2. On vacation:
Before you go on vacation, change your Out of Office message to say you are on vacation and will have no access to email. Trust me, if you say something like “limited access”, people will interpret that to mean you are checking email and will be p’d off if you don’t respond. And don’t reply to any emails – people talk and do tell each other that you are responding.
Leave your Blackberry behind if you can. If you must take it, because it doubles as your phone, then turn off the emails or, at the absolute minimum, set it so that emails do not make the phone beep or vibrate.
If the work pressure is so intense that you simply cannot avoid emails, set aside a specific time of each day to check and respond to emails -and then enjoy the rest of your vacation time.
Most important – when you return, don’t spend hours wading through hundreds of emails. Find out who sent you things and…gulp!…actually call them! Ask them what was important, what you missed, and whether there are any emails that need to be responded to. And then tell them you are going to ignore the rest of their emails – you will be surprised how often a 10 minute phone call can save you hours of email wading, and actually be more beneficial.
3. Email Bankruptcy:
If you find yourself so far behind with email backlog that you will never catch up – Declare Email Bankruptcy! Mark all of your unread mails as read, move them to a folder (don’t delete them – just in case), and then ask people to re-send anything that was vitally important. This will annoy some people, but most people will find it amusing and wonder why they didn’t think of that.
4. Limit TV Recordings:
For all but your most favorite TV shows, change your DVR to keep only two episodes. And treat the addition of future shows as if you were using a credit card. If you can’t make substantial payments on that debt, then don’t do it!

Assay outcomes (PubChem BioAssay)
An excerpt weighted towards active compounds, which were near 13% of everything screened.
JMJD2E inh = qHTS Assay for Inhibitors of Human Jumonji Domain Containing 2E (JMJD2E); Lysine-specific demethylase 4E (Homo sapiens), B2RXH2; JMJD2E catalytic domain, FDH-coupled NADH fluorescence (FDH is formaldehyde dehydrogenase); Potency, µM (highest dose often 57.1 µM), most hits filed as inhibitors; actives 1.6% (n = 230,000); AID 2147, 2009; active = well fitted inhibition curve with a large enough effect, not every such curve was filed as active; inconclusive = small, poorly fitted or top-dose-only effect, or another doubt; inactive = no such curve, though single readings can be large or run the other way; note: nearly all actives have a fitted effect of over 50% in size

5. Change Attitudes:
Perhaps, more than anything else, the biggest problem today is the pressure that is put on us by the changing attitudes of employers, and even co-workers, to the point where people are now expected to be available 24/7. But burn-out is a serious problem today, and this is not good for the employee nor the employer in the long run. Remind your boss and coworkers, that home life is not only important, it is essential, and helping employees to achieve a good work-life balance can actually be a great way to attract the best talent. Take every opportunity you can to spread the gospel of work-life balance using resources such as the Alliance for Work-Life Progress.
Used correctly, technology can provide a huge boost in efficiency. As an example, I once downloaded 40 hours of free lectures from Berkeley onto my iPod, and turned normally unproductive commuting time into a classroom. I passed that exam without attending a single class. Technology is not evil unto itself, but must be managed and controlled.
If you are wary of the dark side of the On-Demand world, you can reclaim your life, your family and, just maybe, get back to watching a TV show that actually aired the same week. But, feel free to skip the advertisements